Thursday further proved that this court has a love-hate relationship with textualism—the legal theory that statutes should be interpreted by their plain text and ordinary meaning. In King v. Burwell, three justices held that “an Exchange established by the State” should be taken to mean exactly what it says, despite strong contextual arguments to the contrary. Six justices, meanwhile, looked at context to hold—correctly—that Obamacare makes no sense if subsidies can only be made available to those who in live in states with exchanges.
Yet in the day’s other blockbuster, the Fair Housing Act case, the justices who were so vehemently textualist in King changed their tune. The FHA case dealt with “disparate impact” discrimination—that is, discrimination that’s race-neutral on the surface but racist in practice. Every single circuit court to consider the question has held that the FHA allows disparate impact claims, and Congress has passed amendments to the law that implicitly recognize this fact. But conservatives have long argued that the law exclusively bars “disparate treatment” discrimination—that is, outwardly racist housing practices.
On Thursday, Justice Anthony Kennedy and the liberal-leaning justices held, in a 5-to-4 decision, that the circuit courts were correct and that disparate impact claims can continue. The key to Kennedy’s opinion lies in the plain text of the FHA, which makes it unlawful to “refuse to sell or rent … or otherwise make unavailable or deny, a dwelling to a person because of race” (emphasis mine). That key phrase—“otherwise make unavailable”—is, as Kennedy notes, clearly a “catchall phras[e] looking to consequences, not intent.” In other words, the law doesn’t just forbid intentionally, explicitly racist housing practices—like, for instance, refusing to rent out an apartment to a black person. It also outlaws housing practices that have a racist effect—by, say, only providing housing subsidies in low-income black neighborhoods and not higher-income white ones, thereby perpetuating segregation.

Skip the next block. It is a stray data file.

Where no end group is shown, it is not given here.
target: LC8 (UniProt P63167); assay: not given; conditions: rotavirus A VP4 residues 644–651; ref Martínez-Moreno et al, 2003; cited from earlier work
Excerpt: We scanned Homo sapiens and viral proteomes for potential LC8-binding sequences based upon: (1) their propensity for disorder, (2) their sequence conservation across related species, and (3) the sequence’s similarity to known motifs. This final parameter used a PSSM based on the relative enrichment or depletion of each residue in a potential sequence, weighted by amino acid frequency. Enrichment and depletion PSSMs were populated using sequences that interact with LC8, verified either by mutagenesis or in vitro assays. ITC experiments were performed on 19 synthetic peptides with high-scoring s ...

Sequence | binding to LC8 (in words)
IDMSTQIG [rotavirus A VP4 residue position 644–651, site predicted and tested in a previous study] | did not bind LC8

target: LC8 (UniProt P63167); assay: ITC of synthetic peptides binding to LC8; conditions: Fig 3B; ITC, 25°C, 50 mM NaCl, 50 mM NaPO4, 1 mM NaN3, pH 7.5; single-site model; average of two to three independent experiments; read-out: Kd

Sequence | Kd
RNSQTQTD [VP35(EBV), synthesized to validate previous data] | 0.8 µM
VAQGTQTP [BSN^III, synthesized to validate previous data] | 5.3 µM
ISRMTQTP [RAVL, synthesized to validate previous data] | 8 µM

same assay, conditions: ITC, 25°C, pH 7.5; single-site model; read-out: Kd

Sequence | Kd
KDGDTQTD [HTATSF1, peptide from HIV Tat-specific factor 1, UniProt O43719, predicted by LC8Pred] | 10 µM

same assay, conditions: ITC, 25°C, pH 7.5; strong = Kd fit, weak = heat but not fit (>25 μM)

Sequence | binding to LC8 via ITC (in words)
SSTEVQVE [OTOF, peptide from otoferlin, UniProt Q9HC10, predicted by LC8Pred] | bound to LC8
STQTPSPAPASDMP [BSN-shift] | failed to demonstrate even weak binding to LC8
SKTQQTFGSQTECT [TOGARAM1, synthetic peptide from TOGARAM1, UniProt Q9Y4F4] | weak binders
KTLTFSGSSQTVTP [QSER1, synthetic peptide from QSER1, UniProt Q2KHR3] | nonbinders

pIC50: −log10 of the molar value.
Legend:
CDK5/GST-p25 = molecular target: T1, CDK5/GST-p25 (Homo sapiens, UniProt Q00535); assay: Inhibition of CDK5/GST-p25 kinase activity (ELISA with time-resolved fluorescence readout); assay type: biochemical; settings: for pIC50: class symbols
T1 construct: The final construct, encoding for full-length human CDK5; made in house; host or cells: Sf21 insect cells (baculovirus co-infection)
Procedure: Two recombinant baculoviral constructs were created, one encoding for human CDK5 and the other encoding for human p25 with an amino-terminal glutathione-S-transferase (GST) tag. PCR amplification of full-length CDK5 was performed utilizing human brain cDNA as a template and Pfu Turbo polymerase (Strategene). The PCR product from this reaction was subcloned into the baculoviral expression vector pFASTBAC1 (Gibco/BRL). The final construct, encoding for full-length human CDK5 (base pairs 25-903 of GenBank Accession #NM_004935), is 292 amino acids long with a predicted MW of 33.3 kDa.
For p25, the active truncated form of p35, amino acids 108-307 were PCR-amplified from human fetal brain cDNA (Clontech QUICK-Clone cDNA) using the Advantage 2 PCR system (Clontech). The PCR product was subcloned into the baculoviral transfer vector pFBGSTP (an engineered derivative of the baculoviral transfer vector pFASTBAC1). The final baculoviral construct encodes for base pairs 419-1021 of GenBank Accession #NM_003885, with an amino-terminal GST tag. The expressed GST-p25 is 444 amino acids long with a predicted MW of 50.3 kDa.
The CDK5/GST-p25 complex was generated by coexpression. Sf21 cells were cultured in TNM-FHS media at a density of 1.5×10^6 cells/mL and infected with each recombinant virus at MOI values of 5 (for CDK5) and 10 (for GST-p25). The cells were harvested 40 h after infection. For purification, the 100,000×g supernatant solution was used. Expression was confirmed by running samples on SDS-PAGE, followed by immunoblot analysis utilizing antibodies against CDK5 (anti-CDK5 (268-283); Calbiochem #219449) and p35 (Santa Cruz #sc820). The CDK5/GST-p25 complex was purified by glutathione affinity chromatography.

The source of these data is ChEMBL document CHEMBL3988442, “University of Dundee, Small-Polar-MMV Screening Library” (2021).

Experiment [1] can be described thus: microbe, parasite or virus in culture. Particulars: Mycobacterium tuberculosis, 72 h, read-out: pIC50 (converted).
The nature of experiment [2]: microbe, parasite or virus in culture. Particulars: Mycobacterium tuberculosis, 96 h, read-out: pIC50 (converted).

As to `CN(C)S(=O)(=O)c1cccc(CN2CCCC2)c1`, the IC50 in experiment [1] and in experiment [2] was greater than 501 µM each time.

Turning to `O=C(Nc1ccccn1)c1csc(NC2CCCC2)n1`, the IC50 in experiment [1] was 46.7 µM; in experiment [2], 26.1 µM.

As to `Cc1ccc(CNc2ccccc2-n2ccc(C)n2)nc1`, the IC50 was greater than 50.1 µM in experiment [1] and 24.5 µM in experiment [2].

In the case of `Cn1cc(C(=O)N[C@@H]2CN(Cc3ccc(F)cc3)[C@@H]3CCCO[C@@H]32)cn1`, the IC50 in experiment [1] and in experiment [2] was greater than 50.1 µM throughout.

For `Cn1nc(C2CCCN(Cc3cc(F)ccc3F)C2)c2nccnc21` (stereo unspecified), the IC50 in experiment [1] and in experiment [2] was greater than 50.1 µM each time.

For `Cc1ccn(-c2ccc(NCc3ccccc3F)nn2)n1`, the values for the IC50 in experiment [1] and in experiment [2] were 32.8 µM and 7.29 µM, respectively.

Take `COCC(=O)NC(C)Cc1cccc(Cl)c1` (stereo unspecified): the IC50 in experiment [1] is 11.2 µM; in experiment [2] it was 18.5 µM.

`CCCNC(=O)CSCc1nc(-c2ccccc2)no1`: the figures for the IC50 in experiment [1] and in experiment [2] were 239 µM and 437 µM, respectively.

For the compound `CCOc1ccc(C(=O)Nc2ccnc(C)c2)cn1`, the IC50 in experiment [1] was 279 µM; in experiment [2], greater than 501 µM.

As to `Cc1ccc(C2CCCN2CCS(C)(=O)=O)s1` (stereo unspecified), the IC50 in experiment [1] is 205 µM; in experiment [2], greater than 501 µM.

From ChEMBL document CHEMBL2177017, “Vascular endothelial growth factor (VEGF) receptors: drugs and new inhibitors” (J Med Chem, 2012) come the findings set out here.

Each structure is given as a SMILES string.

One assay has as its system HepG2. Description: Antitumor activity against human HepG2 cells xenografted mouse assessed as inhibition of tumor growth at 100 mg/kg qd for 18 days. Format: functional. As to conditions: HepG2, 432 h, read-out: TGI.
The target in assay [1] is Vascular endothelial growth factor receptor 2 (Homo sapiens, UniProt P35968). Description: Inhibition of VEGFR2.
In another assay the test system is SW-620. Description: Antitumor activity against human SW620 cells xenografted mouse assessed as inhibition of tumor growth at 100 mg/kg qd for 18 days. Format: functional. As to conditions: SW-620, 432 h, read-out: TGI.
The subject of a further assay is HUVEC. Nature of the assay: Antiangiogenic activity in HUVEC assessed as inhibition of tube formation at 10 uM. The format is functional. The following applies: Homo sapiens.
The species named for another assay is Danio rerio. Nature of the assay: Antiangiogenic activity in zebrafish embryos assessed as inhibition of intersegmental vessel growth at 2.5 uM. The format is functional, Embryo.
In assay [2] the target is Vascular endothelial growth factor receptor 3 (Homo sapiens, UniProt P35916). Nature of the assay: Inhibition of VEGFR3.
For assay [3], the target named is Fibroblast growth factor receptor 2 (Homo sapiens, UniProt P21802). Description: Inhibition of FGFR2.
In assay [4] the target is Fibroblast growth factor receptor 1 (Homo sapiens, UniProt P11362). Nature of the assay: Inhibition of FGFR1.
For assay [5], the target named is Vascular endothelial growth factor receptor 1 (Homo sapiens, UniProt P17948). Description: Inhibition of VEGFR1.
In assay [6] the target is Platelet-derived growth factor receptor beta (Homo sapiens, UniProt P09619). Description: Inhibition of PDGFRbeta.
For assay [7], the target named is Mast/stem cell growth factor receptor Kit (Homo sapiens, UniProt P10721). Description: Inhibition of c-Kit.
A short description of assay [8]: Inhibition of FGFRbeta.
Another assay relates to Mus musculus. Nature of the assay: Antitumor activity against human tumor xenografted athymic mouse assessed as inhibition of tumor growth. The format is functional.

In a fierce opinion joined by his dissenting colleagues, Justice Samuel Alito protests this interpretation. But he doesn’t really engage with Kennedy’s argument that the law (and that crucial phrase in particular) means what is says. That’s because, if he did, he’d lose. It seems quite obvious that Alito simply doesn’t like the Fair Housing Act as Congress wrote it—so he seeks to rewrite it by altering one of its core provisions. That, of course, is precisely what Alito and his fellow conservatives accused the King majority of doing. In their hands, textualism is just as results-oriented as the interpretive methods they decry.